As I mentioned in a recent post on salsa, social dancing and kickboxing have a lot in common, perhaps not at the level of technique (though we learned a move the other day in salsa partnering that I picked up right away because it was exactly like a block/trap/redirect move…) but more in terms of how you have to connect with your partner, read him, and respond to him. I can be in a jazz class in the front row, coordinated, graceful, totally focused on what to control and what to let go of—but in that case, I’m only experiencing the movement kinesthetically and spatially—just me, moving. Put another person in my space, whose movements and person I have to incorporate with my own, and I become completely discombobulated. When you dance with someone, you experience that other person’s embodied self—and, as with sparring, this elicits aspects of your own self in a way that doesn’t happen when you’re dancing on your own. And yes, I suppose that other people would work the more obvious parallels here to a romantic or sexual encounter; but while the libidinal is definitely, optimally, a part of social dancing—its raison d’être figuratively if not literally—what makes dancing comparable to sparring is that both occur within a framework of formalized technique, skill, and negotiation of the space, (including—though I don’t know about how you all manage your affairs—the dozens of other people around you). Like romance and sexuality, social dancing is an intensely focused, intimate, relationship; like sparring, it’s a performance of art and skill that is at once personal and public.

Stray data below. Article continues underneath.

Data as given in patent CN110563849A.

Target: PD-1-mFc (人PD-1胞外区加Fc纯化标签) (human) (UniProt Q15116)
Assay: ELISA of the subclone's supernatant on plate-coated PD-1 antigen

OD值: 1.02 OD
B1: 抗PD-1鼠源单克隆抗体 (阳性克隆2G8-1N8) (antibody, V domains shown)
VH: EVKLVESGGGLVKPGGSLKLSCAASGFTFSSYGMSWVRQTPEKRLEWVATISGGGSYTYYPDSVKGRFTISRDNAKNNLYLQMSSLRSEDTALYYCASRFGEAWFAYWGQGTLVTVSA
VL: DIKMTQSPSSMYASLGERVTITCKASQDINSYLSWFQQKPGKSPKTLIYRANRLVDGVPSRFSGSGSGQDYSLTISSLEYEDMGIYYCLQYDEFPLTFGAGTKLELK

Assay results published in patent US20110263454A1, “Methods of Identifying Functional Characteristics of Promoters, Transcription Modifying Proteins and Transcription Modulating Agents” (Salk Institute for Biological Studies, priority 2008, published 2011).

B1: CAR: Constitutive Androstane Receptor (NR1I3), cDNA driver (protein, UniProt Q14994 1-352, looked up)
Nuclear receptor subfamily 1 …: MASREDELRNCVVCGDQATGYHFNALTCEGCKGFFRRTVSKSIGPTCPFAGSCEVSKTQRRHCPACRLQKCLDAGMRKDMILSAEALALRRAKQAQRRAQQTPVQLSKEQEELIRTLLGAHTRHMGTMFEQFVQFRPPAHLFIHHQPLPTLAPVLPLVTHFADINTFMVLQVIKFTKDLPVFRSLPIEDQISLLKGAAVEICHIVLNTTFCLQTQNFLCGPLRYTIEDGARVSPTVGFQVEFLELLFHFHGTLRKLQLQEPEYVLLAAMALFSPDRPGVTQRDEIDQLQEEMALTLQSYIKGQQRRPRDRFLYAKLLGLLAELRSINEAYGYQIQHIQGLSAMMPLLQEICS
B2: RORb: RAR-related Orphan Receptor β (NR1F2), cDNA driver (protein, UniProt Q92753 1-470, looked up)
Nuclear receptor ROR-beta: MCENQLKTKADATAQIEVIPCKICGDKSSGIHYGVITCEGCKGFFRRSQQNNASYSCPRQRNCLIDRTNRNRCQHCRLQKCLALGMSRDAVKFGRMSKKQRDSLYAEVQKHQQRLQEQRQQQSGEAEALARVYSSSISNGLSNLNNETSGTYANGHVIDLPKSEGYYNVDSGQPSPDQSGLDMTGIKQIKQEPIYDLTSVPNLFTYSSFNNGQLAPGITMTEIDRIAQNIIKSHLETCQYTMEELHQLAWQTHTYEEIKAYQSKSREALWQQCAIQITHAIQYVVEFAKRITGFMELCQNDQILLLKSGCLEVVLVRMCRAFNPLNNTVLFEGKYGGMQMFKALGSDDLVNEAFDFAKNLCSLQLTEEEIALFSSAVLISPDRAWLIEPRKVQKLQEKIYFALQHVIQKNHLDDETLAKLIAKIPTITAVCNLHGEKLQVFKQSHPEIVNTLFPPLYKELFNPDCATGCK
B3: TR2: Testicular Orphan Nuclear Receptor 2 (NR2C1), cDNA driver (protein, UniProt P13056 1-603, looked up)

What this means for me, in practice, is that the skill part of social dancing is easy; it’s the relational part which gives me trouble (a theme which runs consistently through most of my pursuits, alas…). While I still have a lot to learn about the patterns and rhythms of salsa, and take full responsibility for the things that (literally) trip me up, how well I can dance with a partner depends mightily on 1) whether I’m attracted to him or feel some conflict with him; and 2) whether he knows what he’s doing (Sparring, romance, dancing—indeed, the parallels are striking…).